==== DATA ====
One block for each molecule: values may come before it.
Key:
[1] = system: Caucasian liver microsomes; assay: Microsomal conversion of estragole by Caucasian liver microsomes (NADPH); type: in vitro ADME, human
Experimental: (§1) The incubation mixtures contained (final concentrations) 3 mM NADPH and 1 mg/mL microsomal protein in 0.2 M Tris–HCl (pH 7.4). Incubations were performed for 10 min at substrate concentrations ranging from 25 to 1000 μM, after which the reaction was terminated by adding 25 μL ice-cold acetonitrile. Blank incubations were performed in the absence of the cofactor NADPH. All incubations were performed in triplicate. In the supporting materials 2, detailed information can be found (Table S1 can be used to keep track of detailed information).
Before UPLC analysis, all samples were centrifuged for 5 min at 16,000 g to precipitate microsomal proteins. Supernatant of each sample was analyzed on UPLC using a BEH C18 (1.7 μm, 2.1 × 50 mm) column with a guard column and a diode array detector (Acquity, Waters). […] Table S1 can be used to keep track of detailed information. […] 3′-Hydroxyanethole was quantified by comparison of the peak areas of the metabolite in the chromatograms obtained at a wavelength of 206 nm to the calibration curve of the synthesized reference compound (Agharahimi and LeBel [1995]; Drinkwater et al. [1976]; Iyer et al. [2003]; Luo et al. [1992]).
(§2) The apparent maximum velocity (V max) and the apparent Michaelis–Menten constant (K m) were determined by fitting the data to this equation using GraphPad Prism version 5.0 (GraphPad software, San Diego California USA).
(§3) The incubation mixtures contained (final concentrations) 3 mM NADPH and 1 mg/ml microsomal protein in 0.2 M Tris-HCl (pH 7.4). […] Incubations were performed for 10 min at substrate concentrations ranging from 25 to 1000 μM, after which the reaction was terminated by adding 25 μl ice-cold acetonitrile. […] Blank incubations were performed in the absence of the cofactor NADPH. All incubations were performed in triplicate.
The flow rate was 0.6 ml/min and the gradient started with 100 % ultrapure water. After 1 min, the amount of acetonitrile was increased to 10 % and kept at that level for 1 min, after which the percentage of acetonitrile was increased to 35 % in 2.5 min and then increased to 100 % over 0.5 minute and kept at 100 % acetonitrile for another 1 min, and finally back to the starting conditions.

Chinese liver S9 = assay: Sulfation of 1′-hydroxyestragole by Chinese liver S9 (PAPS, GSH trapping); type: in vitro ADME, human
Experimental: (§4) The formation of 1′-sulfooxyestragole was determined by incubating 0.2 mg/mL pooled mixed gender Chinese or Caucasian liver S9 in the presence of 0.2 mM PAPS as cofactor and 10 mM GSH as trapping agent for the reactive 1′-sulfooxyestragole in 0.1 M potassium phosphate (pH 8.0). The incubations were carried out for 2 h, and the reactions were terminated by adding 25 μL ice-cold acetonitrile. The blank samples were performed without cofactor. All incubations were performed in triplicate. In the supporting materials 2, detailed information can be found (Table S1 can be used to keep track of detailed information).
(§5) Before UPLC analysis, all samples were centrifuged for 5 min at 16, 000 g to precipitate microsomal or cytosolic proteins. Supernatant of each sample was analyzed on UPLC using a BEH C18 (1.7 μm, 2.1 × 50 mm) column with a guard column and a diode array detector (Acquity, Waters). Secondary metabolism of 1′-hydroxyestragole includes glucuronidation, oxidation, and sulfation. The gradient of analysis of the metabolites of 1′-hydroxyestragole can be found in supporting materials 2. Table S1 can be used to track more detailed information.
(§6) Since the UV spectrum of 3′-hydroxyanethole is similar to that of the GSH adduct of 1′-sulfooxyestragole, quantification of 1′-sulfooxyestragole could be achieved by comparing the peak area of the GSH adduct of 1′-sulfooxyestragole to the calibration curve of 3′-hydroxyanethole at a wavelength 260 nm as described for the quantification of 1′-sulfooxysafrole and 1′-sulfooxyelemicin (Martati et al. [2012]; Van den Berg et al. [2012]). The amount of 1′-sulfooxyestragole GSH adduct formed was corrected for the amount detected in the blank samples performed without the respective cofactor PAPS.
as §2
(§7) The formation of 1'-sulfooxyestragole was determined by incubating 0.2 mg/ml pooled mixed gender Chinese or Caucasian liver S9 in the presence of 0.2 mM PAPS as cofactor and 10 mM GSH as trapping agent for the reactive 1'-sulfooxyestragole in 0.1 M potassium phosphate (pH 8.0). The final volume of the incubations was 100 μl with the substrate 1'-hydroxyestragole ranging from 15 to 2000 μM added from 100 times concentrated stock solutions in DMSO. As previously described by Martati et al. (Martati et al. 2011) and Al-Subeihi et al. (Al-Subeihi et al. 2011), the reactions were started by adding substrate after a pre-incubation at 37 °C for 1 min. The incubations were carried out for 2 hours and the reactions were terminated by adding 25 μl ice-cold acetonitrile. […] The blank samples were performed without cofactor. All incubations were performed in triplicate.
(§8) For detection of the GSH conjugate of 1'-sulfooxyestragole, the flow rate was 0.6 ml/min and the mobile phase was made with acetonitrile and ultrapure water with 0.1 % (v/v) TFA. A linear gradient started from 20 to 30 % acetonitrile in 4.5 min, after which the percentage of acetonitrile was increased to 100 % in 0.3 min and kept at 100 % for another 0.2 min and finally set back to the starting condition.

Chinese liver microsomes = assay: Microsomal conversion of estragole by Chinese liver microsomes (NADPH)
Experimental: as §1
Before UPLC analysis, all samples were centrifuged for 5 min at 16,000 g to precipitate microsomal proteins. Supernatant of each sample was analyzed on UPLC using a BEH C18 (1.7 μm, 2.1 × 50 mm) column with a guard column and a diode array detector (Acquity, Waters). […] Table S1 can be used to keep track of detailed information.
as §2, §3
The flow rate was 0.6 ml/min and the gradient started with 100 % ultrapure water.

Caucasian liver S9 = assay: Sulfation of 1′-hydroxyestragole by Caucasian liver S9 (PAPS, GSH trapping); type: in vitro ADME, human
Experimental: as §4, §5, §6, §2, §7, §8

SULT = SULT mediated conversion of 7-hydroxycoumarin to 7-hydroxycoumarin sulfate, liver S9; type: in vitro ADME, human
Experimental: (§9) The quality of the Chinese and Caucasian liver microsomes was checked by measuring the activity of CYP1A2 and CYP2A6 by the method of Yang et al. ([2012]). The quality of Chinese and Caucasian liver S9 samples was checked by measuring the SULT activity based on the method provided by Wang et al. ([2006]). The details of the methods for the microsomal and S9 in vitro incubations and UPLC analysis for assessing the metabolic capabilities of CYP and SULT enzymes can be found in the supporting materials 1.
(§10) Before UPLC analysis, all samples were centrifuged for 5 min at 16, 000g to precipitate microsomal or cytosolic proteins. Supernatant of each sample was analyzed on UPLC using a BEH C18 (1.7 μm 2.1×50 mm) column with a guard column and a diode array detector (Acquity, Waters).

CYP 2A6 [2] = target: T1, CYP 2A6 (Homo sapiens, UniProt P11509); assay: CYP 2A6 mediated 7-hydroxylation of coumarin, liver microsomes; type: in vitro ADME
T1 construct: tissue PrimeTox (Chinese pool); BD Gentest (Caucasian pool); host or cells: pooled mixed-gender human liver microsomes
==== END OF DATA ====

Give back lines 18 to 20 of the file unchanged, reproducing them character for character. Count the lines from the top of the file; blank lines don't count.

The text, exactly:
Before UPLC analysis, all samples were centrifuged for 5 min at 16,000 g to precipitate microsomal proteins. Supernatant of each sample was analyzed on UPLC using a BEH C18 (1.7 μm, 2.1 × 50 mm) column with a guard column and a diode array detector (Acquity, Waters). […] Table S1 can be used to keep track of detailed information.
as §2, §3
The flow rate was 0.6 ml/min and the gradient started with 100 % ultrapure water.